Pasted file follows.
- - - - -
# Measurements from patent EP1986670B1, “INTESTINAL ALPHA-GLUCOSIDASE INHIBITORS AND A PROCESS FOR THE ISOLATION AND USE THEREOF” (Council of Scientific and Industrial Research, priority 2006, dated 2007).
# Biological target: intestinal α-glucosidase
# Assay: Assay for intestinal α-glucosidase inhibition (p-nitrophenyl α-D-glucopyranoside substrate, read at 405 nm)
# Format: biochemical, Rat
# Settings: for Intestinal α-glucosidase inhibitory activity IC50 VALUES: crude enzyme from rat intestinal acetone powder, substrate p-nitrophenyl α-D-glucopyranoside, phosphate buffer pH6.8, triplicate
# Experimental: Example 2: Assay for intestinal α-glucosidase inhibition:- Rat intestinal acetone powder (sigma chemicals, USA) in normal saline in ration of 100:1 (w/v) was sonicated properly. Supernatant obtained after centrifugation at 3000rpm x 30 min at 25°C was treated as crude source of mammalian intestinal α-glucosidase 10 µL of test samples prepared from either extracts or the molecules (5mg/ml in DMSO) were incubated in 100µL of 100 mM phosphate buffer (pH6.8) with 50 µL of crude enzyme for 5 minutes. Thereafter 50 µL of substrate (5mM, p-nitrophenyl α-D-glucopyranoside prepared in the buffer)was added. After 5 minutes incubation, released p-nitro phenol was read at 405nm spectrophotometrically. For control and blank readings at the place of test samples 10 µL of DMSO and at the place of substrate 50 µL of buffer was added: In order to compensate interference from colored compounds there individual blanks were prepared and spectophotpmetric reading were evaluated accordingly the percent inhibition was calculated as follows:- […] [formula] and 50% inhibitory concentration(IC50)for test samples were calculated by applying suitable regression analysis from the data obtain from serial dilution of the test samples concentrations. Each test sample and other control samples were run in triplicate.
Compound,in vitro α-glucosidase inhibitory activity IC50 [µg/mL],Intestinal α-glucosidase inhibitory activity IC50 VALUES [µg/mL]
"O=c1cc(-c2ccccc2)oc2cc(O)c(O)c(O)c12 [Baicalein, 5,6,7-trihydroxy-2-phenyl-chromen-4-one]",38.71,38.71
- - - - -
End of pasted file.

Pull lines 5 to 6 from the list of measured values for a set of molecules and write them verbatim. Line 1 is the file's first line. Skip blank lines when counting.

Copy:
# Settings: for Intestinal α-glucosidase inhibitory activity IC50 VALUES: crude enzyme from rat intestinal acetone powder, substrate p-nitrophenyl α-D-glucopyranoside, phosphate buffer pH6.8, triplicate
# Experimental: Example 2: Assay for intestinal α-glucosidase inhibition:- Rat intestinal acetone powder (sigma chemicals, USA) in normal saline in ration of 100:1 (w/v) was sonicated properly. Supernatant obtained after centrifugation at 3000rpm x 30 min at 25°C was treated as crude source of mammalian intestinal α-glucosidase 10 µL of test samples prepared from either extracts or the molecules (5mg/ml in DMSO) were incubated in 100µL of 100 mM phosphate buffer (pH6.8) with 50 µL of crude enzyme for 5 minutes. Thereafter 50 µL of substrate (5mM, p-nitrophenyl α-D-glucopyranoside prepared in the buffer)was added. After 5 minutes incubation, released p-nitro phenol was read at 405nm spectrophotometrically. For control and blank readings at the place of test samples 10 µL of DMSO and at the place of substrate 50 µL of buffer was added: In order to compensate interference from colored compounds there individual blanks were prepared and spectophotpmetric reading were evaluated accordingly the percent inhibition was calculated as follows:- […] [formula] and 50% inhibitory concentration(IC50)for test samples were calculated by applying suitable regression analysis from the data obtain from serial dilution of the test samples concentrations. Each test sample and other control samples were run in triplicate.